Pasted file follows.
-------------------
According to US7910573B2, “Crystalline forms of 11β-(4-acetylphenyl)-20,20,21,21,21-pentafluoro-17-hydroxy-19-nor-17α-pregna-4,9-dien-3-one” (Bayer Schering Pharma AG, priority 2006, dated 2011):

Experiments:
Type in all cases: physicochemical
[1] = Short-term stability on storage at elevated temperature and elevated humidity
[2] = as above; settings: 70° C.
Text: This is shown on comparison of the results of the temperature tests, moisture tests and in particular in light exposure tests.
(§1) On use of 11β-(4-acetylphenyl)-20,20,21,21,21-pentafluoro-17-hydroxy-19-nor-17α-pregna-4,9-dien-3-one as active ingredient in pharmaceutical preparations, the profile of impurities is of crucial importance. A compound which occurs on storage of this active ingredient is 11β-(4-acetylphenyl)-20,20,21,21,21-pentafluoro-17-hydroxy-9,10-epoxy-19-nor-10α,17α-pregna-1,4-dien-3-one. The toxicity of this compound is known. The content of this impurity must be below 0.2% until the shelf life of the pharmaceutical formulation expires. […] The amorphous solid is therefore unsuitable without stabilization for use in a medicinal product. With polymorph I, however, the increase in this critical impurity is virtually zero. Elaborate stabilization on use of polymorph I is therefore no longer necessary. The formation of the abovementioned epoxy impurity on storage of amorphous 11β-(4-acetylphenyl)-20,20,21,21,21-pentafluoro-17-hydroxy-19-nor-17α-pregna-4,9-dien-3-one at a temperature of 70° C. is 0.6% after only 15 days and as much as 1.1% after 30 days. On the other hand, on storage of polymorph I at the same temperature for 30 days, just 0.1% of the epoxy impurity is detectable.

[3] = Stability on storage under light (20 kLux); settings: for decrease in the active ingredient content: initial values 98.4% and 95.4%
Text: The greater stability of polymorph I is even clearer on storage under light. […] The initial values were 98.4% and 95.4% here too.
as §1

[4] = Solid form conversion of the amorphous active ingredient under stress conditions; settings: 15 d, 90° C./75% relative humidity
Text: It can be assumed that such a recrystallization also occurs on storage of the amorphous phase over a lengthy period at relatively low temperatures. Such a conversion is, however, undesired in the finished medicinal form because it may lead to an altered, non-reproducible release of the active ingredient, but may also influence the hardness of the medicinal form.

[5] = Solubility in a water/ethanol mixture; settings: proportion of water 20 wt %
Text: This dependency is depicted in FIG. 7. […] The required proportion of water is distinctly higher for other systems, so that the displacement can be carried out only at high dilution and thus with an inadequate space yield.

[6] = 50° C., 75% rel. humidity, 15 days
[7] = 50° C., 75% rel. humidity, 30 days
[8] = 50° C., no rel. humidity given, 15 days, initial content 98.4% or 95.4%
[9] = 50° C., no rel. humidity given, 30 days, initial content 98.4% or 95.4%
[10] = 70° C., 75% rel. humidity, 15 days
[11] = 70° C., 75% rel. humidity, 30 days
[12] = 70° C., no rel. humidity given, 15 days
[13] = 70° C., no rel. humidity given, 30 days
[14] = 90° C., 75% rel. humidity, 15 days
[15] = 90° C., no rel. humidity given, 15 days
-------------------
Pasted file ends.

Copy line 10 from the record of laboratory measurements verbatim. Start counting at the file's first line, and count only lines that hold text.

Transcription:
as §1